Spectroscopy is a technique used to study the interaction of matter and electromagnetic radiation. It has a wide range of applications in various fields such as medicine, chemistry, physics, and environmental science. There are several different types of jobs within the field of spectroscopy, including:
Spectroscopist: A professional who specializes in the operation and analysis of spectroscopic instruments. They use various spectroscopic techniques such as infrared, ultraviolet-visible, Raman, NMR, and mass spectroscopy to analyze samples and determine their chemical and physical properties.
Laboratory Analyst: They work in research or industrial settings and are responsible for the operation and maintenance of spectroscopic instruments. They also analyze samples and interpret the resulting data.
Research Scientist: They conduct research in various fields such as chemistry, biology, and materials science, using spectroscopic techniques to study the properties and behavior of molecules and materials.
Medical Laboratory Technician: They use spectroscopy techniques such as NMR, Raman, and infrared spectroscopy to analyze biological samples and diagnose diseases.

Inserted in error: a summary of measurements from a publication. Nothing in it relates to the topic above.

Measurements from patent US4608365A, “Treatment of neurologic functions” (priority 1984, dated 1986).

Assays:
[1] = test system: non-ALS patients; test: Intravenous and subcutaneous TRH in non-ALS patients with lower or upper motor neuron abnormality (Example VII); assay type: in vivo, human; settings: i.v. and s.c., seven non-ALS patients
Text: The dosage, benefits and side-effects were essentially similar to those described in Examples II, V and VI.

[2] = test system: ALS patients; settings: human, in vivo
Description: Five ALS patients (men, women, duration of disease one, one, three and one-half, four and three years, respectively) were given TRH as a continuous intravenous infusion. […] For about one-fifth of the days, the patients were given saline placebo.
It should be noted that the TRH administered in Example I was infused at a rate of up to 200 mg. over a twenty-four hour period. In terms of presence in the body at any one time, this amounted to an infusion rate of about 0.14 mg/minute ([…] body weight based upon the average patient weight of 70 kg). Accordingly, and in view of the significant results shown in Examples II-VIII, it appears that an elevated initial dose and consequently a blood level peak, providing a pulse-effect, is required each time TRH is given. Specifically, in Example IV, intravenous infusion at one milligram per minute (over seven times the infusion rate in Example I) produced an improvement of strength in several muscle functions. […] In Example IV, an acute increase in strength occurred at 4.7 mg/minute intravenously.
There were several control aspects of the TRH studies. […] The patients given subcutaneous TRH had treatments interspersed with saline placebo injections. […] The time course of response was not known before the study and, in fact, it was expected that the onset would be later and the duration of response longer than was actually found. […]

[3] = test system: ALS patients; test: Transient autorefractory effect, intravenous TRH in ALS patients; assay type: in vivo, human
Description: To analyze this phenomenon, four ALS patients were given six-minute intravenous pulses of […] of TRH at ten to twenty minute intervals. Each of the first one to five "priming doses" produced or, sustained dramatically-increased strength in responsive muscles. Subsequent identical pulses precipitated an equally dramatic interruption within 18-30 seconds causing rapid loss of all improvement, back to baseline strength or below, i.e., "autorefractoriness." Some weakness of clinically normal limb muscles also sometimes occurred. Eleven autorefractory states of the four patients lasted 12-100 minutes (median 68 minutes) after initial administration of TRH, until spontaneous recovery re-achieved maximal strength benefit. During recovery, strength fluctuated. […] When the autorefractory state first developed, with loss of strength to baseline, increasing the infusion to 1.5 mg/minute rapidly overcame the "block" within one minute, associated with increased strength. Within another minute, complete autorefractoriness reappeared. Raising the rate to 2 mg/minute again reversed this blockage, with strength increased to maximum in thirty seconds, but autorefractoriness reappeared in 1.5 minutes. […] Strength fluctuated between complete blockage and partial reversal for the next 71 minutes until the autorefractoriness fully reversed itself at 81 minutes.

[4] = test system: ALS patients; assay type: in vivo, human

Quality Control Analyst: They work in manufacturing or production settings, using spectroscopic techniques to test and verify the quality and consistency of products.
Environmental Analyst: They use spectroscopy techniques to analyze environmental samples such as water, soil, and air to assess their chemical and physical properties and to detect pollutants.
Jobs in These Areas
- X-Ray Photoelectron Spectroscopy
- Gamma Ray Spectroscopy
- Atomic Spectroscopy
- IR Spectroscopy
- In-line UV-vis Spectroscopy
- Infrared and Terahertz Spectroscopy
- Fourier Transform Infrared Spectroscopy
- Near Infrared Spectroscopy
- UV Visible Spectroscopy
- Process Spectroscopy
- Molecular Spectroscopy
- X-Ray Spectrometer
- Medical Terahertz Technology
- Mass Spectrometry Software
- Liquid Chromatography-Mass Spectrometry
To get a job in spectroscopy, you will typically need a degree in a relevant field such as chemistry, physics, or biology and experience with the operation and analysis of spectroscopic instruments. Some positions may also require certifications such as a Laboratory Analyst certification.